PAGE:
As Ann Moulds took her place as the newest recipient of the prestigious accolade, she was loudly applauded by the audience of more than 200.
Fellow finalist Noreen Siddiqui, who has worked tirelessly to find a bone marrow donor for her daughter Ayesha, said: "It's the first time I've been at an event like this which is celebrating women's achievements.
"When you hear what other people have done and what they've achieved in their lives, it's just amazing."
And her comments were echoed by Gail Sheridan, who said: "It's a very humbling experience. You feel inadequate but inspired.
"You sit at a table where everybody's equal, no matter from what walk of life you come from; you could be sitting beside stars from the screen, or a wee woman from Cranhill, and everyone's the same.
"There really is no other occasion like it."
Singer, actress and columnist Michelle McManus, said: "This event never fails to make me realise how many magnificent women there are, working quietly in the backroom and making a great contribution to so many people's lives.
"This has been a wonderful evening."
Former Swoty winner and River City actress, Eileen McCallum, said she had been overwhelmed by the response she had from members of the public after winning the award.
She won the accolade after devoting her life to raising money to fund research into muscular dystrophy, a condition her two grandsons have.
She said: "It was a great privilege to win this award and after hearing Ann Moulds' story she is a worthy winner. Such a brave woman."
And fellow former Swoty Sandra Brown, who campaigned for years to have her father Alexander Gartshore named as the prime suspect in the murder of schoolgirl Moira Anderson, shed a tear as she was praised by Evening Times editor Tony Carlin for the years she has spent campaigning and for the creation of the Moira Anderson Foundation.
She said: "That was totally unexpected. I only did what I knew I had to do.
"Being a part of this evening is a wonderful thing, an experience that I always savour.
"These women prove that anything is possible and it is only right that we praise them in this way."
Former Swoty finalist Shirley-Ann Barnes, of Breast Way Round, a group of motorbike riders who raise money for cancer research, said: "I have always felt honoured and humbled to attend the Swoty event, since I was a nominee in 2009.
"I have been in awe of the courage and determination and sheer power of will that so many women can bring. It is always an emotional, glittering and inspirational event.
"It is an honour to be here."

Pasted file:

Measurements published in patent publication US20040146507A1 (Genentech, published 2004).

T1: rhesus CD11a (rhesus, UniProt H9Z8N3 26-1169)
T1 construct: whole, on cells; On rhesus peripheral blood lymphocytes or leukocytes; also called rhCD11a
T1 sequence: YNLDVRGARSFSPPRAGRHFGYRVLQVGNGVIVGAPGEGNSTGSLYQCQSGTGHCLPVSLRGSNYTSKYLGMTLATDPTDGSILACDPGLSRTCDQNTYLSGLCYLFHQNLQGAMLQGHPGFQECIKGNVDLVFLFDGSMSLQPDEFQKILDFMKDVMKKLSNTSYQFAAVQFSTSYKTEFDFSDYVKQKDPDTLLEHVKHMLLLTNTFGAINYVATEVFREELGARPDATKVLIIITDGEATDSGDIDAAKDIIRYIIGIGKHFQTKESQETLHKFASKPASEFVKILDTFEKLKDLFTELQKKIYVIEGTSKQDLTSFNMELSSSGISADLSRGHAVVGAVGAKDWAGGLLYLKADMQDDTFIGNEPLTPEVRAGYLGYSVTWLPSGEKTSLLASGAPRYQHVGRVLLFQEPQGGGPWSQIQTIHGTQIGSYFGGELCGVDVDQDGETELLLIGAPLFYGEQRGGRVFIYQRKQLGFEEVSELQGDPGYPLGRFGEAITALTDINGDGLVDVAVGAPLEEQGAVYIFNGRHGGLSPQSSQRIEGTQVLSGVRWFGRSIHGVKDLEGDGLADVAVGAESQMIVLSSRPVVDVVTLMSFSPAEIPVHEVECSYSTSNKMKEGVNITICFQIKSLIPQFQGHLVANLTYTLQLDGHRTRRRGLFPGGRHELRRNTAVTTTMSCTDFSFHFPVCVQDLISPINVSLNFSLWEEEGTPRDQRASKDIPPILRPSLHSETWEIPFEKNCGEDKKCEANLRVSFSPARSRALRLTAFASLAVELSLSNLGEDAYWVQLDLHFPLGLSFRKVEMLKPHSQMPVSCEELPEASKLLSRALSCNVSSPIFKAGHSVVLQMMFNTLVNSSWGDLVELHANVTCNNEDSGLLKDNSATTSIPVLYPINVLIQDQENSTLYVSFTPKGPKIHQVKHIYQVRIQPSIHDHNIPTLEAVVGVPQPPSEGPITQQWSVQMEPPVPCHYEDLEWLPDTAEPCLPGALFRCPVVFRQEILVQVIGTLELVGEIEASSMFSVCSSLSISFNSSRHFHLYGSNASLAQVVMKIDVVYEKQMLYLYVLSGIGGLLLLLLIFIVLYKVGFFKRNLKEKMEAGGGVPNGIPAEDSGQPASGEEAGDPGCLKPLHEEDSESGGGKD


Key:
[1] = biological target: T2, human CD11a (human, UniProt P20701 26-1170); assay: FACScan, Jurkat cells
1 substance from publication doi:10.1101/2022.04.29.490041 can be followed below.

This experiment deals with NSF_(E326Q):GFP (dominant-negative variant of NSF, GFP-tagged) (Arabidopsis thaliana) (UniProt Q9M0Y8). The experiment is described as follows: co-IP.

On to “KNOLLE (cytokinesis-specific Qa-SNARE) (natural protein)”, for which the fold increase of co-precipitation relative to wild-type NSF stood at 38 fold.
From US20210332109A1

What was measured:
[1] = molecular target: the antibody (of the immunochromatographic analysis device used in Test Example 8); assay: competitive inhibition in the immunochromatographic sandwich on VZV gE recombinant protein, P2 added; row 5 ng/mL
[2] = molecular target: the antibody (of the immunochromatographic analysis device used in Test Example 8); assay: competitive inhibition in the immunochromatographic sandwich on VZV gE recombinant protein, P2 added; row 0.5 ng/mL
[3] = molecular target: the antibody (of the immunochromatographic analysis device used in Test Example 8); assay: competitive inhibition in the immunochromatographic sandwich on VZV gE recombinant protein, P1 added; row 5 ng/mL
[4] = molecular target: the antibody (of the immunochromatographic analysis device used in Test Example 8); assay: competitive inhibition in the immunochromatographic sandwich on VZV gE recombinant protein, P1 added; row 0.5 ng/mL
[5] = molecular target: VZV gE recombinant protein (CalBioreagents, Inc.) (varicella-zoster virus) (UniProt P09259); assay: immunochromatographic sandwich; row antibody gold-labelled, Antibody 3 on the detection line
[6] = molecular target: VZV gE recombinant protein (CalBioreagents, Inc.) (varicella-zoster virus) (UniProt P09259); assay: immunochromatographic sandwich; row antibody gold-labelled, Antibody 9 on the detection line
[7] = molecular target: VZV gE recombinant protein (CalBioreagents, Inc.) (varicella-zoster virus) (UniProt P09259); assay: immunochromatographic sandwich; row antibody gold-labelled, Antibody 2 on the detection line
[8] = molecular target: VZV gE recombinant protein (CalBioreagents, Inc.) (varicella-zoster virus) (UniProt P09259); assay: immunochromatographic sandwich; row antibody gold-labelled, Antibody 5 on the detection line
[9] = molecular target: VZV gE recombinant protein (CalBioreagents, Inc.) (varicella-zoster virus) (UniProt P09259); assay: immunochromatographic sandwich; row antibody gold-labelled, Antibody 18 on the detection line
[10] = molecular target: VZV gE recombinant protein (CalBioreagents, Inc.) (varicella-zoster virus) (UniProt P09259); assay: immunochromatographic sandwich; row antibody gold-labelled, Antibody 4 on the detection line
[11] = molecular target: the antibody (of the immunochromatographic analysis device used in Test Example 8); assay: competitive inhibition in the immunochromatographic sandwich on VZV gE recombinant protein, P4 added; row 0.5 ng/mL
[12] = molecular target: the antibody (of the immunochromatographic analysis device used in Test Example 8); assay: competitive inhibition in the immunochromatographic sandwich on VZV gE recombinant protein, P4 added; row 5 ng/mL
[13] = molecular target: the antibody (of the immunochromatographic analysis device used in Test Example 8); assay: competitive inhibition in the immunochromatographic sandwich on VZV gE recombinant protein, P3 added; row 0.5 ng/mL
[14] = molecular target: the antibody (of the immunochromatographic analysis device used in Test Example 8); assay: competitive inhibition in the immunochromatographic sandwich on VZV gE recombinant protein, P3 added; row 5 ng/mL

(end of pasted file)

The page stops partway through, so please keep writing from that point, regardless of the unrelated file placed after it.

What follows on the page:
Among the audience were representatives from a variety of charities, businesses, the entertainment industry and sport.
Liz Smith, practice development facilitator at Prince and Princess of Wales Hospice, said: "I think it's really inspirational to see how women can make a difference in society."
And Anne Ledgerwood, general manager of St Enoch Centre, which has sponsored the event for the last seven years, praised the three award winners.
She said: "Describing our winner, Ann Moulds, as Scotswoman of the Year is an understatement.
"Her long-running campaign to protect women from stalkers has resulted not only in a change of law north of the Border, but also across the rest of the UK and potentially Europe.
"To make her case, Ann waived her anonymity to speak publicly about her own horrendous experience of stalking.
"In doing so, she succeeded in turning a dark and difficult episode into a positive, and helped to give stalking victims a voice.
"The winner of our Editor's Award, Madalena Brown, also overcame personal tragedy to change the lives of others for the better.
"Madalena spent six years campaigning to establish a centre in Hamilton for the families of disabled children after encountering a lack of services for her disabled son Stephen.
Tragically, Stephen lost his life 15 years ago, but the Aveyron Centre, built as a result of Madalena's endeavours, continues to offer help and support.
"There can't be many Scots who haven't heard of Judy Murray, thanks to her famous sons, but it is less well known that Judy is a tennis star in her own right.
"A leading tennis coach for more than 20 years, she is passionate about making the game as accessible as possible, and is a tireless fundraiser for cancer charities.
"That's why we've made her our Sportsperson of the Year."